• If I wear my hearing aids more than normal, is that ok? Hearing aids are designed to be worn every day, all day. So, any time you aren’t in bed, taking a shower, or going for a swim (or in a really noisy environment), you should be wearing your devices.
  • Should I know my rights? Before you leave it’s not a bad idea to get familiar with your rights. Under the American Disabilities Act, individuals with hearing loss have lots of special rights. But basically, it comes down to this: information must be available to you. Speak with an airport official about a solution if you feel like you’re missing some information and they should be able to help.
  • Will my smartphone be useful? This will not be shocking, but your smartphone is really helpful! You can utilize your smartphone to find directions to your destination, translate foreign languages, and if you have the right type of hearing aid, you can utilize your smartphone to adjust your settings to your new environment. You might be able to take some strain off your ears if you’re able to utilize your phone like this.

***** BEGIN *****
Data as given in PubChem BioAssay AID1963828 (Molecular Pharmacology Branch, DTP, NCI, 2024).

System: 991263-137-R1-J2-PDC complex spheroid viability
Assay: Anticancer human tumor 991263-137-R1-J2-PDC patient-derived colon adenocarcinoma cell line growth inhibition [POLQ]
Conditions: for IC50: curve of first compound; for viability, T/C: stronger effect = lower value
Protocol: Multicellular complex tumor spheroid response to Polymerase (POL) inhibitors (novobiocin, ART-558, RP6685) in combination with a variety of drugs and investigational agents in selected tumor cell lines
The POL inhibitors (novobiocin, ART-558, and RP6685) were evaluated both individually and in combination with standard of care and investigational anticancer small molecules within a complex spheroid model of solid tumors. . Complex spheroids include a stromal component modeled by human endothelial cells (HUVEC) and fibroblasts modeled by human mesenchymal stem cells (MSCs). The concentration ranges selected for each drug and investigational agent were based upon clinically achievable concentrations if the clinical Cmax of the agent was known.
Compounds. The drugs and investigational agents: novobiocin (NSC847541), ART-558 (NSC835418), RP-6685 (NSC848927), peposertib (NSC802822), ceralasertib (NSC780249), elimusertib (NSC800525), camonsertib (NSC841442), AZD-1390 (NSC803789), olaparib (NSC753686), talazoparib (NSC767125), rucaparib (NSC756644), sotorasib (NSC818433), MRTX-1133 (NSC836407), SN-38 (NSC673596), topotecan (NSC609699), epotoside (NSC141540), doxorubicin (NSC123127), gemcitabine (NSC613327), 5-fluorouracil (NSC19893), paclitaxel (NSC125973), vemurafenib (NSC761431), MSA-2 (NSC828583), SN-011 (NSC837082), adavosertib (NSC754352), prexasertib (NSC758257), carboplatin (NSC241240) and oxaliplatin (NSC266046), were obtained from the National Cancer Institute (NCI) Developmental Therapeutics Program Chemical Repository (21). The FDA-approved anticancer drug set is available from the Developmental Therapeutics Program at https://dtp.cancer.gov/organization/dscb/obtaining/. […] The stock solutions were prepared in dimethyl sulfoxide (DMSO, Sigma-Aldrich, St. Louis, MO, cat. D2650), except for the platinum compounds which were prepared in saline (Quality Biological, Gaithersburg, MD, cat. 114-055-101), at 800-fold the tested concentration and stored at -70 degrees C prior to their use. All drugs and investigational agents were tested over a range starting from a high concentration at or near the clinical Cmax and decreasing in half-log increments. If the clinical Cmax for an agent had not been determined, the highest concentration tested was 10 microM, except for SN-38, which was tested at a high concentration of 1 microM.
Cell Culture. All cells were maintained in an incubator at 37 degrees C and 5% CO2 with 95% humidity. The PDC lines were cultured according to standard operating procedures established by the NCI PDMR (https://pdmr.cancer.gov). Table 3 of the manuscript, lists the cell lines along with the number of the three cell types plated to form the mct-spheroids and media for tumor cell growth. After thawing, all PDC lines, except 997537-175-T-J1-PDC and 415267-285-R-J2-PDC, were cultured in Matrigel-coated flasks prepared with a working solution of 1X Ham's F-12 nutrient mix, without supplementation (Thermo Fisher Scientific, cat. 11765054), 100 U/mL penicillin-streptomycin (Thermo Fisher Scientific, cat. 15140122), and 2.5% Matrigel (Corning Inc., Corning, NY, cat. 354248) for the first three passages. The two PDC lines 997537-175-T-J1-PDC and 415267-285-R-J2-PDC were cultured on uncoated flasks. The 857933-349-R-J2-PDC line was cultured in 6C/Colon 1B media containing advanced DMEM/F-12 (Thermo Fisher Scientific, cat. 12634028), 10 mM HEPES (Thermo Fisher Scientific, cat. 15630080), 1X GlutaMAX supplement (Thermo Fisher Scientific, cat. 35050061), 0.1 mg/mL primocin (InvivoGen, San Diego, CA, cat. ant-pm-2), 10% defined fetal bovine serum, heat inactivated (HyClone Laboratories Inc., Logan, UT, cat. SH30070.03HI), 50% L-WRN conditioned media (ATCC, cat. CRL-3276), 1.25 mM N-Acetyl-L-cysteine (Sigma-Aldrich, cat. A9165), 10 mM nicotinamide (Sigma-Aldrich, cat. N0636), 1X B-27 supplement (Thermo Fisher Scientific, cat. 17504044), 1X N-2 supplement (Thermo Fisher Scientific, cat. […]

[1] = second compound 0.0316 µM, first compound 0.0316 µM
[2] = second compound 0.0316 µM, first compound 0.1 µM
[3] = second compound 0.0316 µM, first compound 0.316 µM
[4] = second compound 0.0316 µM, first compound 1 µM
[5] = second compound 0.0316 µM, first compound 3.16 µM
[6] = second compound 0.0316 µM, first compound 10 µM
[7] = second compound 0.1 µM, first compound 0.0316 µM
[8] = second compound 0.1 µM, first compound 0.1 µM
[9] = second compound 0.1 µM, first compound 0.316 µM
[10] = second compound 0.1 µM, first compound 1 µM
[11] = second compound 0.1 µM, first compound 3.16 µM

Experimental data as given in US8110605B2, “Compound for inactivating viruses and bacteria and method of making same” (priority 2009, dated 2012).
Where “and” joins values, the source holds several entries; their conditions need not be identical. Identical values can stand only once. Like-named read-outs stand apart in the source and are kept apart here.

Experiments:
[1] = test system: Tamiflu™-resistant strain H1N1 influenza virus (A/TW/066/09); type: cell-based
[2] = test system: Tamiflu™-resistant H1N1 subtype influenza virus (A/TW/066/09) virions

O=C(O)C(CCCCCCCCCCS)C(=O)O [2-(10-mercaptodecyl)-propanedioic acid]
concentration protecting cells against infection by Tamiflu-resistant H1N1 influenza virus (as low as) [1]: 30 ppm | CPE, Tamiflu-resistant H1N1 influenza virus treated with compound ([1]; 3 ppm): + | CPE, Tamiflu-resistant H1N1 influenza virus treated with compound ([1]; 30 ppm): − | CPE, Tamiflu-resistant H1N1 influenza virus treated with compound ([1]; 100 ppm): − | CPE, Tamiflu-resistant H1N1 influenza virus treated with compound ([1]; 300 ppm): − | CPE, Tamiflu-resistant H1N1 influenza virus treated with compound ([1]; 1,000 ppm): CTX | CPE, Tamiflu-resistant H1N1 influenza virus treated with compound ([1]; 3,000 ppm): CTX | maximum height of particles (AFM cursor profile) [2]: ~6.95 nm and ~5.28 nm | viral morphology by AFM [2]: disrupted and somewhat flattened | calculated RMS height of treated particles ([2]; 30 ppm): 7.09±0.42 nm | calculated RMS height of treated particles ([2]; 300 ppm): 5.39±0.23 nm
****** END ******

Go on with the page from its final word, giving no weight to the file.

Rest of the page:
• When I go through the TSA security checkpoint, will I need to take out my hearing aids? You can wear your hearing aids through the security screening process. Having said that, letting the TSA agents know you’re wearing hearing aids is always a good plan. Never let your hearing aids go through an X-ray machine or conveyor belt. Your hearing aids can be damaged by the static charge that these conveyor type X-ray devices create.